This choice isn’t easy. You have to choose to do something you think you can’t do. It requires a resolve that can only be found deep within your soul. But this choice does nothing less than determine your destiny. It’s the choice to let go of your desire to have life go the way you planned it. It’s the choice to find hope in your hurt. It’s the choice called surrender.

There is strength in letting go.

There is radical power in surrender.

10 Responses to “A Different Path”

  1. Eileen says:

    Okay, this has got to be one of my favorite posts from you.

    “They will realize their past isn’t really their past. They will come to grips with the fact that their past pain is still impacting them and choose to rise above it.” Yes!

    I came to that realization several years ago. I lost my mom to cancer as a teenager. For years, I had the misconception that I had to “get over it” I don’t believe that any more. Yes, we are able to heal and find joy and peace and LIFE again…and I have!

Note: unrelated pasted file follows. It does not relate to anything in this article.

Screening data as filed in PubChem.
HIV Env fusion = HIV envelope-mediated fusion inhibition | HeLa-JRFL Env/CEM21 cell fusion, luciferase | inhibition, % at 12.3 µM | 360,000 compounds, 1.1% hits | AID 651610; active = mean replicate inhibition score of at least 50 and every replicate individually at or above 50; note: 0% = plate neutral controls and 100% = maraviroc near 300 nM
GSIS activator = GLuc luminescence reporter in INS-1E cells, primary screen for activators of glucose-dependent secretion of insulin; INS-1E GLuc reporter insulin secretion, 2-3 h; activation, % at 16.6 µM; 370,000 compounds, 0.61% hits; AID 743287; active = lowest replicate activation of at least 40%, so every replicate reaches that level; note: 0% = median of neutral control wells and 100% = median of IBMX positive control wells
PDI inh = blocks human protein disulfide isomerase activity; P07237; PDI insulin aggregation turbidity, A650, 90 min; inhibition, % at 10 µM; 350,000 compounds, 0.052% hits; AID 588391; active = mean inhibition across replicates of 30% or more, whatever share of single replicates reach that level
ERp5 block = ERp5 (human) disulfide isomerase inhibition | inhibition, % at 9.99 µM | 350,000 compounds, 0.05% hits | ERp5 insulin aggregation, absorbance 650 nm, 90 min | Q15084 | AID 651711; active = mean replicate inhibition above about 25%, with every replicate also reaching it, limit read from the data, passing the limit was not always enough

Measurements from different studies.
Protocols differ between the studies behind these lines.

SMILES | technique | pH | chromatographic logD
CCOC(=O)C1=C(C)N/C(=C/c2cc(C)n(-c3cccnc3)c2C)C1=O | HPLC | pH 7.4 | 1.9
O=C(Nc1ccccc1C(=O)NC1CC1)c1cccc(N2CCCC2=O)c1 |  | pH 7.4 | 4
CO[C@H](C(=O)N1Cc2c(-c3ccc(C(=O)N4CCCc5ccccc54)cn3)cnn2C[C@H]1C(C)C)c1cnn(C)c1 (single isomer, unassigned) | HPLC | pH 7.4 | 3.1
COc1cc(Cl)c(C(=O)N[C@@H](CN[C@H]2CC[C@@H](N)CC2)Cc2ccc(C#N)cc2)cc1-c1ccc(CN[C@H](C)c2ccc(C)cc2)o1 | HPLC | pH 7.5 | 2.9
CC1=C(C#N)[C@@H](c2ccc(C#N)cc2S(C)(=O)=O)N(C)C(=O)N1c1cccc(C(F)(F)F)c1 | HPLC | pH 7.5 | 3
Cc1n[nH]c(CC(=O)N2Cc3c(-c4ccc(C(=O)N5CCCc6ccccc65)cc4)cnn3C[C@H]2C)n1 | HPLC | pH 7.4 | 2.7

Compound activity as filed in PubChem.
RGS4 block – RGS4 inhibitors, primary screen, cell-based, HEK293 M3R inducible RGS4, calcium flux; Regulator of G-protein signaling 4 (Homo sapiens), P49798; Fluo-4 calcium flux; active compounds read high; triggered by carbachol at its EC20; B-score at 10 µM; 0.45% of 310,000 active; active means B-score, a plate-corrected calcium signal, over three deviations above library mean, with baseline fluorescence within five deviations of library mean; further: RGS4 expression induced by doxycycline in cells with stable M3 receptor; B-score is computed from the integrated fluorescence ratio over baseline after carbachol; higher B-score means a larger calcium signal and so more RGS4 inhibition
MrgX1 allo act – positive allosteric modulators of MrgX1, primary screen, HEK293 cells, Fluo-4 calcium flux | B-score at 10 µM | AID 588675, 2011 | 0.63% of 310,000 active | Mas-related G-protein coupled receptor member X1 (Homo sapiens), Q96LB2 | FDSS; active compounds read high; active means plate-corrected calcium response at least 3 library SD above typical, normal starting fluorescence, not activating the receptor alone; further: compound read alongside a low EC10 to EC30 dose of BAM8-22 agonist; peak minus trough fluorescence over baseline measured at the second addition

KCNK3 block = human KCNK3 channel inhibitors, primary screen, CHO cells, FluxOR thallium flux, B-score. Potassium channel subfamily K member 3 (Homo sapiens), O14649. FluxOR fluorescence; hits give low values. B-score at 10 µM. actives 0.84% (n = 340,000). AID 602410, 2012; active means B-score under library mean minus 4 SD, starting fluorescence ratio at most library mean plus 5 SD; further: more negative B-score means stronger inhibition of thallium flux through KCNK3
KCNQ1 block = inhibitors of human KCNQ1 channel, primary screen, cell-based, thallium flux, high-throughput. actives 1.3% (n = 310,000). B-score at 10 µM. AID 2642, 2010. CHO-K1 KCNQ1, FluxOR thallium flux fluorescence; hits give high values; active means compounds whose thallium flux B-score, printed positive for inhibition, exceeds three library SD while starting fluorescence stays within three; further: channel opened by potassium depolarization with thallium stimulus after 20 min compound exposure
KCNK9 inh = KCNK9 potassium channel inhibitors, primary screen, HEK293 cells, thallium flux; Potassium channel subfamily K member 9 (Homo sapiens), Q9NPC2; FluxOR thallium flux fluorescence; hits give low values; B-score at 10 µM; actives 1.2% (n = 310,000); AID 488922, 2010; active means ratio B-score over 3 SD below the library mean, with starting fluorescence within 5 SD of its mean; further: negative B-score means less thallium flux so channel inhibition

But, loss and pain becomes a part of who you are. It shapes us for the rest of our days. And, you are right we need to choose whether we move forward in fear and bitterness or whether we hand all the broken pieces over to Him and allow Him to shape something beautiful!

  2. “It’s the choice to find hope in your hurt. It’s the choice called surrender.” Absolutely beautiful! I can speak from first hand experience that this attempt at letting hope in, is the most difficult. I remember many times trying to find healing from past hurts (self inflicted and from others), and something always held me back. But Pete, you really nailed it when you write of the choice!! Any way you hash it, the results far outweigh the work involved. Well done!

  3. Kim says:

    “It’s the choice to let go of your desire to have life go the way you planned it.”

    Out of everything, this line really jumped out at me. That’s really what it comes down to doesn’t it? Letting go of that desire. You’re definitely right about the choice. This is probably one of my favorite posts of yours too.

  4. RJ Clarke says: